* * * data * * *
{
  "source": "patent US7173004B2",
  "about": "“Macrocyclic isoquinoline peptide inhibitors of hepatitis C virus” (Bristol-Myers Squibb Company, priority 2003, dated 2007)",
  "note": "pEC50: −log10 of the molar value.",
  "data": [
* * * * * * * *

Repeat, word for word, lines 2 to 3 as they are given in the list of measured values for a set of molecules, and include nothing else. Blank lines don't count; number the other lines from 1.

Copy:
  "source": "patent US7173004B2",
  "about": "“Macrocyclic isoquinoline peptide inhibitors of hepatitis C virus” (Bristol-Myers Squibb Company, priority 2003, dated 2007)",